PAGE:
Church Leaders Push to Expand Peacekeeping Role in Africa

OXFORD, England – Church representatives from Francophone Africa have called for closer regional cooperation in Catholic peacebuilding to offset growing economic and security challenges across the continent.

“The church frequently speaks out against government corruption and failure to resolve disputes – but it is simply ignored,” said Stephen Hilbert, adviser on Africa and global development for the US Bishops’ Conference.

“Meanwhile, the church is often not even invited to peace negotiations. Given that it is the most dynamic, most reliable, most balanced and most impartial entity in Africa, it is very frustrating,” he said on June 27, after having chaired a panel of peacemaking experts from Burundi, Niger and Congo in a four-day online conference.

He said the Catholic Church in much of Africa was uniquely placed to help bring about peace, but its proposals were also routinely ignored by international organizations and Western governments, including states. United.

“Many NGOs could achieve great things with the support of the church, but with their secular outlook they often don’t see it,” said Hilbert, who spent 22 years in Africa with Catholic Relief Services.

Hilbert told Catholic News Service that many Catholic and interfaith peacemaking initiatives tend to be “small-scale and geographically limited”, adding that governments in Nigeria and elsewhere have been accused of “reluctance and ‘inaction’ when it came to engaging with the church.

“The US government gives a lot to the church, but usually for concrete projects in areas such as health, water and sanitation. When it comes to anything political, it’s about avoiding accusations of bias,” he added.

The June 20-24 conference, “Catholic Peacebuilding in Times of Crisis,” brought together approximately 1,000 people online and 75 experts from 30 countries, including Archbishop Gabriele Caccia, Holy See representative to the United Nations; Bishop Luis José Rueda Aparicio, President of the Colombian Episcopal Conference; and Cardinal Charles Bo of Yangon, Myanmar, President of the Federation of Asian Bishops’ Conferences.

It was organized by the Catholic Peacebuilding Network, hosted at Notre Dame University, in collaboration with the Vatican Dicastery for Promoting Integral Human Development, Caritas Internationalis and two dozen Catholic universities and organizations. The conference came as issues of climate change, economic dislocation and armed rebellion looked set to be exacerbated by crippling food shortages due to war in Ukraine.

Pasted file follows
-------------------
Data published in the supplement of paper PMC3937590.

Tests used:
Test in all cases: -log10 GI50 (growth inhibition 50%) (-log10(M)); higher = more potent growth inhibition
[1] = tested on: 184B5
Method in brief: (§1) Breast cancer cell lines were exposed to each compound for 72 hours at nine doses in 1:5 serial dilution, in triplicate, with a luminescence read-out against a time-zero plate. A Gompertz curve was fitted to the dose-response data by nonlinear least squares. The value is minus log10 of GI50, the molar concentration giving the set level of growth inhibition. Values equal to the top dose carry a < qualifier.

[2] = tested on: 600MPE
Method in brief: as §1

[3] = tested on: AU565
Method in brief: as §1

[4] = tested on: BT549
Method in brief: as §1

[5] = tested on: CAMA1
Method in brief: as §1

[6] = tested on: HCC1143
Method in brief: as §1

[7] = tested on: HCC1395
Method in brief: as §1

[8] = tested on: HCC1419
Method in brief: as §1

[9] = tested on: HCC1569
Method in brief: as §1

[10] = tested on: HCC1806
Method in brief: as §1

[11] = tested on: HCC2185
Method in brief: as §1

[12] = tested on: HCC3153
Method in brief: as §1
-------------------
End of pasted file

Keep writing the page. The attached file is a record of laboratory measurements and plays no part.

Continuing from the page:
Jesuit Father Rigobert Minani, regional coordinator of the Congo Basin Forest Church Network, told the conference that the church’s frequent absence from regional peace conferences in Central Africa and the Sahel region prevented it to raise key issues such as human rights violations, protection of victims, justice and war reparations.

“In most conflicts, the actors are not just the armed groups, but the governments themselves,” said Minani, who also heads the social apostolate of the Jesuit Province of Central Africa.

“Difficulties arise where episcopal conferences do not have the same capacity to influence political and social leaders, thus creating imbalances in the national and regional engagement of the Church. He said that in Congo, Burundi and Rwanda, the church has been very active at the local level, but has had little impact on key state actors at the regional level.

Archbishop Djalwana Laurent Lompo of Niamey, Niger, was installed in June 2015, six months after most churches were destroyed in anti-Catholic riots. He said his own church was working through the Catholic charity Caritas “to make people actors of peace at all levels”.

However, he added that social and economic activity remained impossible in areas bordering Mali and Burkina Faso, where Islamist attacks had left 1.5 million people displaced with little access to aid.

“The violence here has complicated interreligious dialogue, but has also challenged us to be agents of peace, to harmonize efforts and to prepare hearts to avoid future conflicts,” the Archbishop said.

“We are all under attack now by the same forces, using the same strategy, and our political authorities have understood the importance of Islamic-Christian dialogue in the fight against this scourge, especially when ignorance of our own faith and practices nuns led to such violence. in the old days. But we still need to do more, to walk the talk in our search for peace.

Faith-based organizations have repeatedly called for greater civil society involvement in addressing issues such as poverty and inequality, resource exploitation, migration, debt and biodiversity loss.

Dominican Father Emmanuel Ntakarutimana, who heads the Global Forum of Civil Society Networks based in Burundi, said the Congolese bishops’ conference had worked to exchange experiences on human rights, political systems and inter-ethnic ties. with their counterparts in other African countries, while promoting the common restoration of peace. platforms.

However, he added that each country “understands its internal situation differently”, and he said shared projects often ended when conditions improved externally, leaving deeper issues unresolved.

“Some countries have lived through terrible events for decades, without having the capacity to take charge and formulate solutions,” the Dominican said during the conference.

“In their mission of human and spiritual accompaniment, churches and religious denominations, even if they lacked technical means, had to work for a healing of memories, while serving as a mediator against political manipulation and promoting education civic through advocacy and joint action.

Jerry B. Hatch